Covid Was the Third Leading Cause of Death Among Americans in 2020, Behind Heart Disease and Cancer, CDC Says

Callaghan O'Hare | Reuters
  • Covid-19 was the third leading cause of death in the U.S. in 2020, behind heart disease and cancer, according to a new CDC study.
  • More than 3.3 million deaths were reported in the U.S. last year, a 16% increase over 2019.
  • The deadliest weeks of 2020 were at the beginning of the pandemic in April and then in the middle of the holiday surge in late December.

The coronavirus was the third leading cause of death in the U.S. in 2020, behind heart disease and cancer, according to a new study from the U.S. Centers for Disease Control and Prevention.

More than 3.3 million deaths were reported in the U.S. last year, a 16% increase over 2019, according to provisional data published Wednesday compiled by the National Vital Statistics System, which examines and reports annual mortality statistics based on death certificates.

The deadliest weeks last year were at the beginning of the pandemic and then in the middle of the holiday surge, during the weeks ending April 11, with 78,917 fatalities, and Dec. 26, when 80,656 people died, the CDC found.

According to the study released Wednesday, Covid-19 was listed as the underlying cause for 345,323 deaths, killing more Americans than unintentional injuries, strokes, chronic lower respiratory disease, Alzheimer's disease, diabetes, influenza and pneumonia and kidney disease.

The agency's early findings were published months ahead of schedule due to "improvements in timeliness and the pressing need for updated, quality data during the global COVID-19 pandemic," researchers wrote.

Only heart disease and cancer killed more people in the U.S. than Covid-19 in 2020 — heart disease killed 690,882 people and cancer killed 598,932.

Covid-19 replaced suicide among the top 10 leading causes of death in the U.S., the study found. Overall, the annual death rate increased by nearly 16% in 2020 compared with a year earlier, the first time it's grown since 2017, the CDC said.

The highest annual death rates were reported among men, people ages 85 and older, and people who are non-Hispanic Black and American Indian and Alaskan Native, the CDC said.

However, when looking at Covid-19 alone, Hispanic and American Indian and Alaskan Native people, as well as those ages 85 and older, died from the disease at higher rates compared with every other group. Men died from Covid-19 at a higher rate than women.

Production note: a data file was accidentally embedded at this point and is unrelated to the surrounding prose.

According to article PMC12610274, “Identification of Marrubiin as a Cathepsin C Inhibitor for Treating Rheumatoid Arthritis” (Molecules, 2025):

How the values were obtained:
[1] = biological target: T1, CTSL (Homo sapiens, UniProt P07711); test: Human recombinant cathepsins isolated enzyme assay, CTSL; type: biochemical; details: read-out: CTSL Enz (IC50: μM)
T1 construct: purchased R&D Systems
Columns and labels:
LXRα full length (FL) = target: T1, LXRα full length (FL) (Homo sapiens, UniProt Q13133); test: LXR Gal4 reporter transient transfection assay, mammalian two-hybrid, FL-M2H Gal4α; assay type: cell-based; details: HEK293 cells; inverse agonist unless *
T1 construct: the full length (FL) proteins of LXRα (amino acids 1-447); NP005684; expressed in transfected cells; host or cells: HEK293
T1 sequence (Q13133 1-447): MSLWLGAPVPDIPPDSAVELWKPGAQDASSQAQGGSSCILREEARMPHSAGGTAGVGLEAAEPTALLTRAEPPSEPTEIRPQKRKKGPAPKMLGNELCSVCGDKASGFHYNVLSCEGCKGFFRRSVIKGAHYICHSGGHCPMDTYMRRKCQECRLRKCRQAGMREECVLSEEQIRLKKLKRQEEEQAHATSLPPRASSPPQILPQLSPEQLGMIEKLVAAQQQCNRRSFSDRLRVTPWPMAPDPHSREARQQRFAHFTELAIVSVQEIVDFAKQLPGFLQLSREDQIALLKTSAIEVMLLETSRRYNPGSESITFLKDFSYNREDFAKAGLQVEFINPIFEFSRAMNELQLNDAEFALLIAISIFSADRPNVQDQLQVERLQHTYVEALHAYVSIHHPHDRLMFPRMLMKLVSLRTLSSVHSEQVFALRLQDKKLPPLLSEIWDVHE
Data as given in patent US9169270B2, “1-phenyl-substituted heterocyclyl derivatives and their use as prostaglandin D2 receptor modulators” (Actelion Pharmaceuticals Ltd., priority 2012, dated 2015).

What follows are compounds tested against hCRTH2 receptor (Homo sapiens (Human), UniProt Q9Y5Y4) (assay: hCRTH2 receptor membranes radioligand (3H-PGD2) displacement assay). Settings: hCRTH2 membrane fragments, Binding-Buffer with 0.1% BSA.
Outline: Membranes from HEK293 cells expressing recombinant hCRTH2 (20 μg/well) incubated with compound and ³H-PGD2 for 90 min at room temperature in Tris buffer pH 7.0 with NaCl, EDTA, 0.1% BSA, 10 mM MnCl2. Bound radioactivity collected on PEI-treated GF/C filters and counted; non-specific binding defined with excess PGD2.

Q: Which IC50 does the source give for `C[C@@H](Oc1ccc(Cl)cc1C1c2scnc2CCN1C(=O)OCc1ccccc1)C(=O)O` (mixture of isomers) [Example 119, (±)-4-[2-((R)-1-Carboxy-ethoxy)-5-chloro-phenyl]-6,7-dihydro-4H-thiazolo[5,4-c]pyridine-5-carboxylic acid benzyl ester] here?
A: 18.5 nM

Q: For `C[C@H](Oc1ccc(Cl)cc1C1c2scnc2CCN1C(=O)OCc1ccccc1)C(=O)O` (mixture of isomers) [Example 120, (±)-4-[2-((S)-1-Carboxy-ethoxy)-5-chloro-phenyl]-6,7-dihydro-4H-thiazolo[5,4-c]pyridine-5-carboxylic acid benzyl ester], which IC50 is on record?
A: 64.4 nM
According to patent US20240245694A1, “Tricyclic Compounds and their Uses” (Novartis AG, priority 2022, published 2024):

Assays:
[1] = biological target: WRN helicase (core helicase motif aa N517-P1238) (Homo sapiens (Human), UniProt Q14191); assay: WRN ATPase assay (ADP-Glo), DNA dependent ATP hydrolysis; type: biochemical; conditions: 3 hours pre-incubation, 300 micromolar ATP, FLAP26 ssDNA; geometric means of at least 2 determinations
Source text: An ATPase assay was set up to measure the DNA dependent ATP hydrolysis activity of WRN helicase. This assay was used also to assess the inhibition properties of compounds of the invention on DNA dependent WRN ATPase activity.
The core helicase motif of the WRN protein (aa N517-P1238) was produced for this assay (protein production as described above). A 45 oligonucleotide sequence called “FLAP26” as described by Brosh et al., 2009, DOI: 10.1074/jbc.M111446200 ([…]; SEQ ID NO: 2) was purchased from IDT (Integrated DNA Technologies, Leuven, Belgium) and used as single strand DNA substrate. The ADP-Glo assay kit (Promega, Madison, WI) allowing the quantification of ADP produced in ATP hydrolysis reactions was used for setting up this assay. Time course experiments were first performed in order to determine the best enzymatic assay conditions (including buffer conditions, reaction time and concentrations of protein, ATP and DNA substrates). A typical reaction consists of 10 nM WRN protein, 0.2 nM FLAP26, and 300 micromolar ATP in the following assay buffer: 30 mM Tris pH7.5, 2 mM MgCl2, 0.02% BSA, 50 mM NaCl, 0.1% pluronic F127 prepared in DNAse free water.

CDC Director Dr. Rochelle Walensky said following the study's release that the findings should serve "as a catalyst" for Americans to drive down the spread of the virus and get vaccinated once it's their turn.

"I know this is not easy and so many of us are frustrated with the disruption this pandemic has had on our everyday lives, but we can do this as a nation working together," Walensky said during a White House Covid-19 press briefing Wednesday.

It typically takes researchers 11 months after the end of the calendar year to investigate "certain causes of death and to process and review data." While the daily total Covid death figures reported by the CDC are timely, they can underestimate the actual number of deaths because of "incomplete or delayed reporting."

"Provisional death estimates provide an early indication of shifts in mortality trends and can guide public health policies and interventions aimed at reducing numbers of deaths that are directly or indirectly associated with the COVID-19 pandemic," researchers wrote.

Some have tried to sow doubt about the true amount of deaths caused by Covid-19, claiming they may have been overstated. However, in a separate CDC study published Wednesday, the agency found that the death certificates accurately reflected the number of reported coronavirus fatalities.

The agency examined death certificates listing Covid-19 and at least one other co-occurring condition. The CDC found that in 97% of the deaths, Covid-19 was reported alongside another condition that was possibly caused by the virus, such as pneumonia or respiratory failure, or significantly contributed to its severity, such as diabetes or hypertension.

A small proportion of them — 2.5% of the certificates — documented conditions that aren't currently associated with Covid-19, the CDC found.

"These findings support the accuracy of COVID-19 mortality surveillance in the United States using official death certificates," the researchers said.

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